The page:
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Computing the Ground State Solution of Bose--Einstein Condensates by a Normalized Gradient Flow

Computing the Ground State Solution of Bose--Einstein Condensates by a Normalized Gradient Flow,10.1137/S1064827503422956,Siam Journal on Scientific C

Computing the Ground State Solution of Bose--Einstein Condensates by a Normalized Gradient Flow   (Citations: 65)
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In this paper, we prove the energy diminishing of a normalized gradient flow which provides a mathematical justification of the imaginary time method used in physical literatures to compute the ground state solution of Bose-Einstein condensates (BEC). We also investigate the energy diminishing property for the discretization of the normalized gradient flow. Two numerical methods are proposed for such discretizations: one is the backward Euler centered finite difference (BEFD), the other one is an explicit time-splitting sine-spectral (TSSP) method. Energy diminishing for BEFD and TSSP for linear case, and monotonicity for BEFD for both linear and nonlinear cases are proven. Comparison between the two methods and existing methods, e.g. Crank-Nicolson finite difference (CNFD) or forward Euler finite difference (FEFD), shows that BEFD and TSSP are much better in terms of preserving energy diminishing property of the normalized gradient flow. Numerical results in 1d, 2d and 3d with magnetic trap confinement potential, as well as a potential of a stirrer corresponding to a far-blue detuned Gaussian laser beam are reported to demonstrate the effectiveness of BEFD and TSSP methods. Furthermore we observe that the normalized gradient flow can also be applied directly to compute the first excited state solution in BEC when the initial data is chosen as an odd function.
Journal: Siam Journal on Scientific Computing , vol. 25, no. 5, 2004
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    • ...flow[4],andwefollowanartificialrelaxationdynamicsuntilthesystemreachestheequilibriumconfiguration. The gradient flow is introduced by setting φ = φ(τ,x) ,w hereτ is a fictitious time, and solving...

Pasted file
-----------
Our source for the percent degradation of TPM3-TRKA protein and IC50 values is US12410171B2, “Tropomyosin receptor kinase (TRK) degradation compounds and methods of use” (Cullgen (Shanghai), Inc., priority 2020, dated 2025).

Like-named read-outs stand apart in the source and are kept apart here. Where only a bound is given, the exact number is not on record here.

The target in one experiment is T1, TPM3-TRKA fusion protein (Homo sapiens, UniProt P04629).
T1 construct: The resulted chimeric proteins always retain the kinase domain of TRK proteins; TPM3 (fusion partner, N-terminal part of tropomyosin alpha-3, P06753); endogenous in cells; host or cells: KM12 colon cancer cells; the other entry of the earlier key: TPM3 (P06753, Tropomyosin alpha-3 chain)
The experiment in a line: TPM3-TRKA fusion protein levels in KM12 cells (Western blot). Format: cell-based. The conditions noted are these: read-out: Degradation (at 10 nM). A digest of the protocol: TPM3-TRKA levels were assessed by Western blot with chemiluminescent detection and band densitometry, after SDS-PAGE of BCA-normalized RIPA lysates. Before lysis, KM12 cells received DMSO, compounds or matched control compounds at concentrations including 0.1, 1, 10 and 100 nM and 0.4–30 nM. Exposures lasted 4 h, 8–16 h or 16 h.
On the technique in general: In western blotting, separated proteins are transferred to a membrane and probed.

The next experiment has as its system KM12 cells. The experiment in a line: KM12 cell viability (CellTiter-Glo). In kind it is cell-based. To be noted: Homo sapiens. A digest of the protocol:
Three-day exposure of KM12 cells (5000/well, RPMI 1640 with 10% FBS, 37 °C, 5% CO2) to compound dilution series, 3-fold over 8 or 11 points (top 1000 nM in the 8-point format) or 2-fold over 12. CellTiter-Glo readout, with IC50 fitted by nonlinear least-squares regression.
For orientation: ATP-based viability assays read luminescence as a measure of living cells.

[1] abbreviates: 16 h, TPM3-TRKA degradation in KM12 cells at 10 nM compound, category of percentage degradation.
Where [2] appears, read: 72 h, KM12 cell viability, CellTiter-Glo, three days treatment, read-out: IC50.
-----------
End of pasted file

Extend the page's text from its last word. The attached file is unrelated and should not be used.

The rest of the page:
Livio Fedeliet al. Metastable equilibria of capillary drops on solid surfaces: a phase fi...

    • ...To compute ground states of BECs, Bao and Du [5] presented a continuous normalized gradient flow with diminishing energy and discretized it by a backward Euler finite difference method; Bao and Tang [8] proposed a method which can be used to compute the ground and excited states via directly minimizing the energy functional; Edwards and Burnett [19] introduced a Runge–Kutta-type method; other methods include an explicit imaginary-time ...
    • ...The initial data ψ0(z) is chosen as the ground state of the 1-D GPE (2.5) with d =1 , γz = 1, and β1 = 50 [5, 8]. This corresponds to an experimental setup where initially the condensate is assumed to be in its ground state, and the trap frequency is double at t = 0. We solve this problem by using (3.20) with N = 31 and time step k =0 .001...
    • ...The initial data ψ0(r) is chosen as the ground state of the 2-D GPE (2.5) with d =2 ,γr = γx = γy = 1, and β2 = 50 [5, 8]. Again this corresponds to an experimental setup where initially the condensate is assumed to be in its ground state, and the trap frequency is doubled at t = 0. We solve this problem by using the TSLP4 method with M = 30 and time step k =0 .001...
    • ...The initial data ψ0(r, z) is chosen as the ground state of the 3-D GPE (2.5) with d =3 ,γr = γx = γy =1 ,γz =4 , and β3 = 100 [5, 8]. This corresponds to an experimental setup where initially the condensate is assumed to be in its ground state, and at t = 0 we increase the radial frequency four times and decrease the axial frequency to its quarter...

    WEIZHU BAOet al. A FOURTH-ORDER TIME-SPLITTING LAGUERRE-HERMITE PSEUDOSPECTRAL METHOD F...